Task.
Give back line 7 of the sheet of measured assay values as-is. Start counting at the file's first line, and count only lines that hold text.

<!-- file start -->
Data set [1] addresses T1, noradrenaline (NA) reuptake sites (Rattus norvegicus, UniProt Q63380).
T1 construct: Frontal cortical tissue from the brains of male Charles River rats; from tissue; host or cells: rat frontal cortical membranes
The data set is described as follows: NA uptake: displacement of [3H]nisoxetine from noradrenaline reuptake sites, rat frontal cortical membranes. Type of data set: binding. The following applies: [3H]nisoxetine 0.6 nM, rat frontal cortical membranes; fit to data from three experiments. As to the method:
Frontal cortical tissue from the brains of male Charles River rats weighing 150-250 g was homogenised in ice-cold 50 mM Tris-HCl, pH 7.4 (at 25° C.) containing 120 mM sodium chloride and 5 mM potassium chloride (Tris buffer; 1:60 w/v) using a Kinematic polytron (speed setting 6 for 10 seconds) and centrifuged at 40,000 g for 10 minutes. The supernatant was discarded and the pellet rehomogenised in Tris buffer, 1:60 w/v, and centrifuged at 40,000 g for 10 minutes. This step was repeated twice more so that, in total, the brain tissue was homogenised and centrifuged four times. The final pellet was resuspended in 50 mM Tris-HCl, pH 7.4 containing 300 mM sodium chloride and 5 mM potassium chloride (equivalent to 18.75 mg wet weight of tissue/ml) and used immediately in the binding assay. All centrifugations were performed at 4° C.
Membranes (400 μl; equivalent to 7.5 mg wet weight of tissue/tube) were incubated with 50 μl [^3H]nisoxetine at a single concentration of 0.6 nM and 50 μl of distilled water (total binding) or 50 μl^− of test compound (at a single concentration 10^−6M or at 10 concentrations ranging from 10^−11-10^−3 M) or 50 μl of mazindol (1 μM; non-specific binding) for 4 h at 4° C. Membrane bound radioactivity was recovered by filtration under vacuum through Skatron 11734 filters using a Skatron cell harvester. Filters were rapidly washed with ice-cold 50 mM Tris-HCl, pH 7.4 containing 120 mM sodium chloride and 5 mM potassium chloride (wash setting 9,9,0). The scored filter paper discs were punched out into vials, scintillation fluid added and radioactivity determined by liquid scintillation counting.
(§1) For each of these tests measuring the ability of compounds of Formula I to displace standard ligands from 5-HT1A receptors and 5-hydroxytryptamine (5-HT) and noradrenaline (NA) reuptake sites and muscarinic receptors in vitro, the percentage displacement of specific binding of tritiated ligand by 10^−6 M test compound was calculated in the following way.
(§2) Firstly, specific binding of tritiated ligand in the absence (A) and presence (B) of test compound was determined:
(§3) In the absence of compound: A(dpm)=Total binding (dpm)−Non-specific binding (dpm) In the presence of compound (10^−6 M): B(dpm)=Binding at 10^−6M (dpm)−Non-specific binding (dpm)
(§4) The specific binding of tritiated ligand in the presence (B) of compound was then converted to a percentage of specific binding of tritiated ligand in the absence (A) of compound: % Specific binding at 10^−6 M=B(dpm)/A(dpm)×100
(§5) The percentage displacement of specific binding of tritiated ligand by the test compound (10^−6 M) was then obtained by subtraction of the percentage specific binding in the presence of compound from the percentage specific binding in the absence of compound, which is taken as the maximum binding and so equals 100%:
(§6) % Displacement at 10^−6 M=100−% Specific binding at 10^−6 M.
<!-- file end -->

(§2) Firstly, specific binding of tritiated ligand in the absence (A) and presence (B) of test compound was determined: